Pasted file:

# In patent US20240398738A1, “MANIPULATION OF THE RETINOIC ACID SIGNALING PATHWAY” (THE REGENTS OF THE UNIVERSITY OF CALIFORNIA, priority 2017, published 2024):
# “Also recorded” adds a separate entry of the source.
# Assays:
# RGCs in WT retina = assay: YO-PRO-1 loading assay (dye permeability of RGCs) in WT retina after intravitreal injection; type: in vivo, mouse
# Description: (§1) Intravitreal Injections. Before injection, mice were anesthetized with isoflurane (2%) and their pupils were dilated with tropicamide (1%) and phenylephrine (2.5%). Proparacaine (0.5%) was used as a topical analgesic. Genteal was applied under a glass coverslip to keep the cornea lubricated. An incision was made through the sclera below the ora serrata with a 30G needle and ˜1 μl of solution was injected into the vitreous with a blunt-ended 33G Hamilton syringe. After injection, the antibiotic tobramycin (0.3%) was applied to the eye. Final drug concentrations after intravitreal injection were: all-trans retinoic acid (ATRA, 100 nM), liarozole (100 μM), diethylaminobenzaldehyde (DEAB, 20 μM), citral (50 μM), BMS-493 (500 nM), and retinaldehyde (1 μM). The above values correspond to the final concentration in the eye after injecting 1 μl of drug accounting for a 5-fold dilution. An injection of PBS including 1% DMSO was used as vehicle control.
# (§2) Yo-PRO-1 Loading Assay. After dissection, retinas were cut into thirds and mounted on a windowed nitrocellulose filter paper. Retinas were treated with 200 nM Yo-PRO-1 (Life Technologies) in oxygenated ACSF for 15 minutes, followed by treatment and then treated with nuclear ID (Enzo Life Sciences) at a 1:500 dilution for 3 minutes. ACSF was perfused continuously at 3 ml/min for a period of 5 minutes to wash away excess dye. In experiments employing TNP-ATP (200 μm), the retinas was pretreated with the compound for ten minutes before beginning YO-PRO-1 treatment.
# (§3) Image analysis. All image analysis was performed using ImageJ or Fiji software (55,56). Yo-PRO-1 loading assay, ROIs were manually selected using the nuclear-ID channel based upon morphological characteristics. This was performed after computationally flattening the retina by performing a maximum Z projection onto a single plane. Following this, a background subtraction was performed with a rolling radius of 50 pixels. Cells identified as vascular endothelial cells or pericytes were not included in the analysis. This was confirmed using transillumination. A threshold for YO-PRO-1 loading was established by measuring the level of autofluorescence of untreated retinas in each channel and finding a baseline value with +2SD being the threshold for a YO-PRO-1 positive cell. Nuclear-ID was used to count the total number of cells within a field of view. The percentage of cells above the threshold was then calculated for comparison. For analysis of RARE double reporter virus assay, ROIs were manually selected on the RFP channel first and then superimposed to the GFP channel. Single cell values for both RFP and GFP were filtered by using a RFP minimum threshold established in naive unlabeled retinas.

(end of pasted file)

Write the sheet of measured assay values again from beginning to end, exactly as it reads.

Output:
# In patent US20240398738A1, “MANIPULATION OF THE RETINOIC ACID SIGNALING PATHWAY” (THE REGENTS OF THE UNIVERSITY OF CALIFORNIA, priority 2017, published 2024):
# “Also recorded” adds a separate entry of the source.
# Assays:
# RGCs in WT retina = assay: YO-PRO-1 loading assay (dye permeability of RGCs) in WT retina after intravitreal injection; type: in vivo, mouse
# Description: (§1) Intravitreal Injections. Before injection, mice were anesthetized with isoflurane (2%) and their pupils were dilated with tropicamide (1%) and phenylephrine (2.5%). Proparacaine (0.5%) was used as a topical analgesic. Genteal was applied under a glass coverslip to keep the cornea lubricated. An incision was made through the sclera below the ora serrata with a 30G needle and ˜1 μl of solution was injected into the vitreous with a blunt-ended 33G Hamilton syringe. After injection, the antibiotic tobramycin (0.3%) was applied to the eye. Final drug concentrations after intravitreal injection were: all-trans retinoic acid (ATRA, 100 nM), liarozole (100 μM), diethylaminobenzaldehyde (DEAB, 20 μM), citral (50 μM), BMS-493 (500 nM), and retinaldehyde (1 μM). The above values correspond to the final concentration in the eye after injecting 1 μl of drug accounting for a 5-fold dilution. An injection of PBS including 1% DMSO was used as vehicle control.
# (§2) Yo-PRO-1 Loading Assay. After dissection, retinas were cut into thirds and mounted on a windowed nitrocellulose filter paper. Retinas were treated with 200 nM Yo-PRO-1 (Life Technologies) in oxygenated ACSF for 15 minutes, followed by treatment and then treated with nuclear ID (Enzo Life Sciences) at a 1:500 dilution for 3 minutes. ACSF was perfused continuously at 3 ml/min for a period of 5 minutes to wash away excess dye. In experiments employing TNP-ATP (200 μm), the retinas was pretreated with the compound for ten minutes before beginning YO-PRO-1 treatment.
# (§3) Image analysis. All image analysis was performed using ImageJ or Fiji software (55,56). Yo-PRO-1 loading assay, ROIs were manually selected using the nuclear-ID channel based upon morphological characteristics. This was performed after computationally flattening the retina by performing a maximum Z projection onto a single plane. Following this, a background subtraction was performed with a rolling radius of 50 pixels. Cells identified as vascular endothelial cells or pericytes were not included in the analysis. This was confirmed using transillumination. A threshold for YO-PRO-1 loading was established by measuring the level of autofluorescence of untreated retinas in each channel and finding a baseline value with +2SD being the threshold for a YO-PRO-1 positive cell. Nuclear-ID was used to count the total number of cells within a field of view. The percentage of cells above the threshold was then calculated for comparison. For analysis of RARE double reporter virus assay, ROIs were manually selected on the RFP channel first and then superimposed to the GFP channel. Single cell values for both RFP and GFP were filtered by using a RFP minimum threshold established in naive unlabeled retinas.